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The Passover Cowboy Hardcover – February 15, 2017
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From School Library Journal
PreS-Gr 2—Jacob and his family emigrate from Russia to Argentina in the early 1900s. He longs for authentic bombachas pants and a lasso and to ride a horse in the rodeo like his new friend Benito. The boy also hopes that Benito will accept his invitation to join Jacob and his family for the Passover seder. In the Old Country, their home would be filled with family and friends for the holiday. Instead, this year it is just Jacob, his sister, and his parents, but their home is still filled with the wonderful smells of the traditional foods, and Jacob and his family take comfort in the familiar rituals of the holiday. When there's a loud knock at the door, everyone is startled by the arrival of three rowdy chickens, followed by Benito, who has brought Jacob his own lasso and is interested in learning about the Jewish celebration of freedom. While there are many books about the Jewish American immigrant experience, Goldin represents the little-known story of the more than 25,000 Jews who settled in Argentina. The intricate, textured, and traditionally styled paintings beautifully complement the narrative and help bring this unique immigrant, and Jewish holiday, tale to life. Details about many of the holiday customs are integrated into the text, and an appended author's note contains information about Passover and the Jews of Argentina. VERDICT A lovely but nonessential addition to most collections.—Rachel Kamin, North Suburban Synagogue Beth El, Highland Park, IL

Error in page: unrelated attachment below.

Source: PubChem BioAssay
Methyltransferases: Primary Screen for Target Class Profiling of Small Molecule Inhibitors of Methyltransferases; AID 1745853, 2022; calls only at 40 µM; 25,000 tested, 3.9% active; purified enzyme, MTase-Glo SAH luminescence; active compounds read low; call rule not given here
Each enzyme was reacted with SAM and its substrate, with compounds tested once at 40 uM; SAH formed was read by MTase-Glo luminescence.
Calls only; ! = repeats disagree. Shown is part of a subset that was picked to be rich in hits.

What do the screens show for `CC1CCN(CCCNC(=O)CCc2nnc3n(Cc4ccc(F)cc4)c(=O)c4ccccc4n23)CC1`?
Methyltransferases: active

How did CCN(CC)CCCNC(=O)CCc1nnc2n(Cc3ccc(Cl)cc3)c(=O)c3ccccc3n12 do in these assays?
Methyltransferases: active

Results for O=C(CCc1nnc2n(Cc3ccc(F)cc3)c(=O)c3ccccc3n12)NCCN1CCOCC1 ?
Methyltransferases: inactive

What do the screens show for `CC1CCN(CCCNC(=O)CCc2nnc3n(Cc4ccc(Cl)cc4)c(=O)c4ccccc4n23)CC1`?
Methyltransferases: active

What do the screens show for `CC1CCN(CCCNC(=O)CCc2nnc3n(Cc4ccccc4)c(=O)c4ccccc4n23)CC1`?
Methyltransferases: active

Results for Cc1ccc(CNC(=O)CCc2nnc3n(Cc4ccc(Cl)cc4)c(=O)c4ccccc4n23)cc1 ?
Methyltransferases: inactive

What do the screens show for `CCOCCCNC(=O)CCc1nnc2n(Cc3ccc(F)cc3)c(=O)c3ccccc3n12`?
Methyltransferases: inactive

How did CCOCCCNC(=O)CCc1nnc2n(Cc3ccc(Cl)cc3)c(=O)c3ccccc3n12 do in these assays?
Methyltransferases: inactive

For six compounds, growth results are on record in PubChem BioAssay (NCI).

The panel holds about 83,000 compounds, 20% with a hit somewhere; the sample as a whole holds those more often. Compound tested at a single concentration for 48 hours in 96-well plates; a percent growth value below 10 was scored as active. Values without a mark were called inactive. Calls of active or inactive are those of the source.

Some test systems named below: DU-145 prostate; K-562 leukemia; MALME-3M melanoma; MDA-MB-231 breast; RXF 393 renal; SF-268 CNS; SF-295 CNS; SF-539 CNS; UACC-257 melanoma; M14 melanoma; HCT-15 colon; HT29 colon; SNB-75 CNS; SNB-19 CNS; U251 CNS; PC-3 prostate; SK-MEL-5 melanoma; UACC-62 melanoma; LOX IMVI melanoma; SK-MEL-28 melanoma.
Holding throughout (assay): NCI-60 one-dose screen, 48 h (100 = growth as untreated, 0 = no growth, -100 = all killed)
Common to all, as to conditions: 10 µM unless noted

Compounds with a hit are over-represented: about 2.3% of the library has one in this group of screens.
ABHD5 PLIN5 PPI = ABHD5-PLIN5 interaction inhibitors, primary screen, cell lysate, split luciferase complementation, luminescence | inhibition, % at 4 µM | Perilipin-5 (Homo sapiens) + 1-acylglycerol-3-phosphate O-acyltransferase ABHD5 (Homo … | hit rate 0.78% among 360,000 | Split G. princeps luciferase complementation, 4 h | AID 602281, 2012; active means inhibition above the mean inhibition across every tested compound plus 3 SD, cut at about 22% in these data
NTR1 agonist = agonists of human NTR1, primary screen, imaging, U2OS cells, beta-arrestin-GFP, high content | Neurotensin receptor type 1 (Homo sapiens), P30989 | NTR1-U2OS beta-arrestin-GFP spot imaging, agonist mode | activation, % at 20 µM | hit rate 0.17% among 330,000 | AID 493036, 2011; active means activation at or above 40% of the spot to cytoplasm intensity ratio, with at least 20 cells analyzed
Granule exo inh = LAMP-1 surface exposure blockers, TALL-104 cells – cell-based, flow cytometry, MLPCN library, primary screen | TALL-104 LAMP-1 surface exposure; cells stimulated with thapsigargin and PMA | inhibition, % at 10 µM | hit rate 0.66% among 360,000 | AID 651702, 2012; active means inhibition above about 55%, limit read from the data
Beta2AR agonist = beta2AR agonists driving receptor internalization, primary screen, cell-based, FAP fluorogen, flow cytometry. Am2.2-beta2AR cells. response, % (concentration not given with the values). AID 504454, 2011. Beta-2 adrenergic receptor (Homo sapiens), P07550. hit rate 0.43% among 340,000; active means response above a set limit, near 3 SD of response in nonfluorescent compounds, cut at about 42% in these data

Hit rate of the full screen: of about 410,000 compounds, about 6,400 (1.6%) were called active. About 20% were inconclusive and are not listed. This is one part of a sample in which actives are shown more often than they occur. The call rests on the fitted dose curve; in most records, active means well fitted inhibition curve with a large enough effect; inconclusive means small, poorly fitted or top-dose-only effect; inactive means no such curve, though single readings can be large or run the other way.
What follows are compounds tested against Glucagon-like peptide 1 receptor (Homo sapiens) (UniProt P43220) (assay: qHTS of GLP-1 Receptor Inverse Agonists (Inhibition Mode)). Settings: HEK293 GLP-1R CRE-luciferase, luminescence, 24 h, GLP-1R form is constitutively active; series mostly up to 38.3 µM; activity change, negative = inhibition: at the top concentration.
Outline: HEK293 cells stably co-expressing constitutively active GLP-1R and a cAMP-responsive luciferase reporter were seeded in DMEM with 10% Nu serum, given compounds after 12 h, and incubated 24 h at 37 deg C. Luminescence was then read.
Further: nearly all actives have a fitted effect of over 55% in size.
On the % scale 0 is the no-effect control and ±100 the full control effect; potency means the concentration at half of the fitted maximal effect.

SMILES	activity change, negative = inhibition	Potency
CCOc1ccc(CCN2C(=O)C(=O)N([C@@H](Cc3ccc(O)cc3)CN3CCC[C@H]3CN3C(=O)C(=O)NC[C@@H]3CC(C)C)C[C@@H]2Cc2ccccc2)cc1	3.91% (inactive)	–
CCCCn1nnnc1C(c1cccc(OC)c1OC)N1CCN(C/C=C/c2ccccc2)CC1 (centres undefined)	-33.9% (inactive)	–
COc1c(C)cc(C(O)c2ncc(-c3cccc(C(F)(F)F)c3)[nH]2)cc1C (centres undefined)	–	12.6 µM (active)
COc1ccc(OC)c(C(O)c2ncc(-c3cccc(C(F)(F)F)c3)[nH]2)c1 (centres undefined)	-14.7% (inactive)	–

Russian Jews settle in Argentina, a little-known but timely fact. In Argentina, two pale-skinned boys are racing their horses. Benito, born in the country, is comfortably attired, while Jacob is still dressed in the too-tight clothing of the old country. It is just before the Jewish festival of Passover, and Jacob invites his new friend to the Seder, but Benito turns him down. Jacob returns home thinking about their lives in Russia, with houses so close by that neighbors visited frequently. At his house, his mother and sister are busy with the many delicious food preparations. Still, Jacob wishes Benito would come opening the door for the prophet Elijah and other guests is part of the celebration. He is happy, though, to receive a very special gift from his mother: Argentinian clothing perfect for riding horses. When the door is opened, however, chaos follows as messy chickens invade their kitchen. Benito arrives just in time to help save the dinner and present his friend with a much-needed present, a lasso. Goldin's story is a warm-spirited tale of an immigrant family. An author's note explains the work of Baron Maurice de Hirsch, who sponsored Russian Jewish immigration to Argentina in the late 19th century. Capaldi's watercolor illustrations fill the pages with action and personality. A Seder and cowboy clothes are beautifully woven together. (Picture book. 4-7) --Kirkus Reviews
A perfect Passover story of freedom, with pictures that realistically set it in a century-ago Argentina. --Jane Yolen, author of The Devil's Arithmetic, The Stone Angel, and O Jerusalem
Jacob and his family have relocated from Russia to Argentina. But life here is an adjustment: "He thought of how he missed his friends in Russia. How they would run in and out of each other's houses, one house right next to the other. It was very different here where everything was so far apart." At Passover, he invites his new friend Benito to his Seder and hopes he will attend, but isn't sure if he will. During the dinner, Benito arrives: "I wanted to see what this celebration of freedom was all about," said Benito. "You know, we struggled for our freedom, too, here in Argentina." Finely appointed, lush watercolor illustrations of the characters and Argentine landscape give vibrancy to this well-paced story of tradition, family and friendship punctuated with humor and warmth. --The Washington Post
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minimal plot -- maximum illustrations.